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Using Urine Dipsticks to Detect Wegener's Granulomatosis

Granulomatosis with polyangiitis ([GPA], Wegener’s) and microscopic polyangiitis (MPA) both cause blood vessel inflammation, which can lead to organ damage. The kidney is affected in 50% to 80% of patients with either GPA or MPA diseases.

How is kidney involvement detected?

One measure of kidney function is a blood test called the serum creatinine. A rising value indicates that the kidney has already experienced significant injury.

What is a urine dipstick test and why is it important?

Before serum creatinine rises, the first sign of injury is the presence of blood in the urine. Blood in the urine usually can’t be seen by the naked eye. A ‘urine dipstick’ is a simple device that can detect blood in the urine. The test is performed by the individual patient. Urine dipsticks are available over-the-counter at many drug stores.

If a patient with GPA or MPA has never had blood in their urine, finding it for the first time would be an important sign of early kidney involvement. Response to treatment is most effective and successful if kidney involvement is detected early, and especially before serum creatinine levels start to rise. Not detecting the first signs of kidney inflammation may lead to unrecognized kidney failure.

What are the benefits of using urine dipstick testing?

Using a urine dipstick is a practical approach for both patients and their doctors. By having the test done at home, patients won’t need to make frequent visits to their doctor’s office merely to have a urinalysis performed by urine dipstick. Also, doctors won’t need to examine urine under the microscope as frequently.

In what types of patients will urine dipstick testing be useful?

Performing a urine dipstick test is practical for:

  • Patients with GPA or MPA who have never had blood in their urine. These patients should perform the urine dipstick test about once every 1 to 2 weeks.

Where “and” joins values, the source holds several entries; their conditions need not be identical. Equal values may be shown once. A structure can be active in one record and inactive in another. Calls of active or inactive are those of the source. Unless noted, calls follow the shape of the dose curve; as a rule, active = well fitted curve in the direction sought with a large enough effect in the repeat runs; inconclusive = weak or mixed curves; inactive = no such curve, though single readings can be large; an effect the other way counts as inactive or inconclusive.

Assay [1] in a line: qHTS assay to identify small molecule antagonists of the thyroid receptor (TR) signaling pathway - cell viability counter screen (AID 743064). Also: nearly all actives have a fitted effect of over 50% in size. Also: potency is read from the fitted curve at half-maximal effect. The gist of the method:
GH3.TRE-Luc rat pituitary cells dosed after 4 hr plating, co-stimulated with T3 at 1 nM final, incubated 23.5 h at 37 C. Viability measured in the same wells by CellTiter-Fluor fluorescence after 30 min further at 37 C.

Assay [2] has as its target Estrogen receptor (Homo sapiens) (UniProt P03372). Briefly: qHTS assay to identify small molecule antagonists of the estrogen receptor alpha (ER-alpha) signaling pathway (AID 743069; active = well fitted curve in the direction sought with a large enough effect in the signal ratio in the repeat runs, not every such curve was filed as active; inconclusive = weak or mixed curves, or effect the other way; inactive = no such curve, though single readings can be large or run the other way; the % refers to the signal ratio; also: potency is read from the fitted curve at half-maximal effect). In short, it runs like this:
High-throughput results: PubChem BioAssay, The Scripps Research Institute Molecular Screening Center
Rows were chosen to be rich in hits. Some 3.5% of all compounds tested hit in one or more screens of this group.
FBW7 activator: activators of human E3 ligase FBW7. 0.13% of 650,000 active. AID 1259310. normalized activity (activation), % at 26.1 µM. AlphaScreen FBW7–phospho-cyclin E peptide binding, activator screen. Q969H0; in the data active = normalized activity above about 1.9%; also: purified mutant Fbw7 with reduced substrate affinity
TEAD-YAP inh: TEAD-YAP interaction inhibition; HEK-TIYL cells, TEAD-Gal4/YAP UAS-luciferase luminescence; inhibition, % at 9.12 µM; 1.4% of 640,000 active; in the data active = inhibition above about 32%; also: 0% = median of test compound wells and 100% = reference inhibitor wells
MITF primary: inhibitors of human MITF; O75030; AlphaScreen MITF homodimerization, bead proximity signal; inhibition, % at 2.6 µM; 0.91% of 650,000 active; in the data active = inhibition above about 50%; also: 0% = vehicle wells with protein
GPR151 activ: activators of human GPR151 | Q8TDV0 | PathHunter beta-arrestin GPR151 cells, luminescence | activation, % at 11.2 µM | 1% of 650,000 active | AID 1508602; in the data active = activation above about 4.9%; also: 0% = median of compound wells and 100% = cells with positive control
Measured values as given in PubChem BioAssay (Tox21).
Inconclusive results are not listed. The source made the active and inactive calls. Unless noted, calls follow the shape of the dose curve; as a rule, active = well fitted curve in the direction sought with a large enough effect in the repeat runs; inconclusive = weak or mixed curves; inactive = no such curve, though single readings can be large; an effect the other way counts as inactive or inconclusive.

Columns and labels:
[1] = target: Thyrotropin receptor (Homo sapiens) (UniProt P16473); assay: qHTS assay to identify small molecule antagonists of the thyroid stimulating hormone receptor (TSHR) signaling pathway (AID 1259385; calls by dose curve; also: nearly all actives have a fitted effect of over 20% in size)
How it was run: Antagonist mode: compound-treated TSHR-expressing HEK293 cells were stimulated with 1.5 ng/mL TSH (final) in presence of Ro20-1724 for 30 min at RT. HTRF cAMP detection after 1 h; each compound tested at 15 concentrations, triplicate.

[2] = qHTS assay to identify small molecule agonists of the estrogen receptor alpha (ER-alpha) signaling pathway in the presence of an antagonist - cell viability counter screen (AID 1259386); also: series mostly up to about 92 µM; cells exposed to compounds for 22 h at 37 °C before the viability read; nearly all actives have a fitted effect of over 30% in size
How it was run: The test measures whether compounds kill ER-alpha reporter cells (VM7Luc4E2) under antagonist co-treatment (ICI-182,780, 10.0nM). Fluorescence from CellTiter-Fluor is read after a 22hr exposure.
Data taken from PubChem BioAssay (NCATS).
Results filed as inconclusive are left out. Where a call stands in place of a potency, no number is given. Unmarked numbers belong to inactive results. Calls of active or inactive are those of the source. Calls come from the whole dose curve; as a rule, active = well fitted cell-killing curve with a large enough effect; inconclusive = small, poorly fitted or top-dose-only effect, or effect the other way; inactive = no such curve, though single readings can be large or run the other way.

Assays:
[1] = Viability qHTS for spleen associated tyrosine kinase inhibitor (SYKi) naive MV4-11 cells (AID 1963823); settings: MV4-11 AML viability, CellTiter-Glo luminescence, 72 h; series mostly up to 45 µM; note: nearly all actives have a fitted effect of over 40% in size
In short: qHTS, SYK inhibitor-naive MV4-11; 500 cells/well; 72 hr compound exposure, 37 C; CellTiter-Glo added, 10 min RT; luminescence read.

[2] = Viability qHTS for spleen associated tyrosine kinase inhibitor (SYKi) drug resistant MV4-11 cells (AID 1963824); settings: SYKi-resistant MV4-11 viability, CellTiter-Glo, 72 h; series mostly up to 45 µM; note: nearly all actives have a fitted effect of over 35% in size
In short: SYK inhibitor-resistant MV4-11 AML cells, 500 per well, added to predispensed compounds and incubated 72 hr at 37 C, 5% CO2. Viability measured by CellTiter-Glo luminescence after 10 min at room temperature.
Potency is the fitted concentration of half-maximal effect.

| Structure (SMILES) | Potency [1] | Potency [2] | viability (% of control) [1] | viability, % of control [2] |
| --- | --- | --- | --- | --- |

If the test result is positive, the doctor should be called immediately. He or she will confirm that the test is positive or refute the results. (Sometimes there is an error in reading or interpreting the results.) If an abnormal result is found, the physician will look at the urine under the microscope to see if there are other signs of kidney inflammation. Serum creatinine would be obtained to determine if a change in kidney function has already occurred.
  • Patients who have previously had kidney involvement and have subsequently done well and their urine has returned to normal. In these patients, the urine dipstick can be used as a monitoring tool.

For patients who have already have kidney disease, effective treatment may improve kidney function, but blood in the urine might persist for as long as a year and in some patients even longer. In this setting, the urine dipstick test taken by the individual patient may not be very helpful.

What else would be helpful to know?

Patients and doctors should know that there are many different causes of blood in the urine. Some examples include: urinary tract infection, kidney stones, or bleeding from a kidney cyst. None of these issues would be related to GPA or MPA and each would require a different approach than that provided for these diseases.

In brief, a dipstick test of the urine can be an extremely helpful diagnostic test -- performed by the patient -- to help guide the way to receive the best possible care.

References

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This information is provided by the Cleveland Clinic and is not intended to replace the medical advice of your doctor or health care provider. Please consult your health care provider for advice about a specific medical condition. This document was last reviewed on: 9/24/2013…#10971


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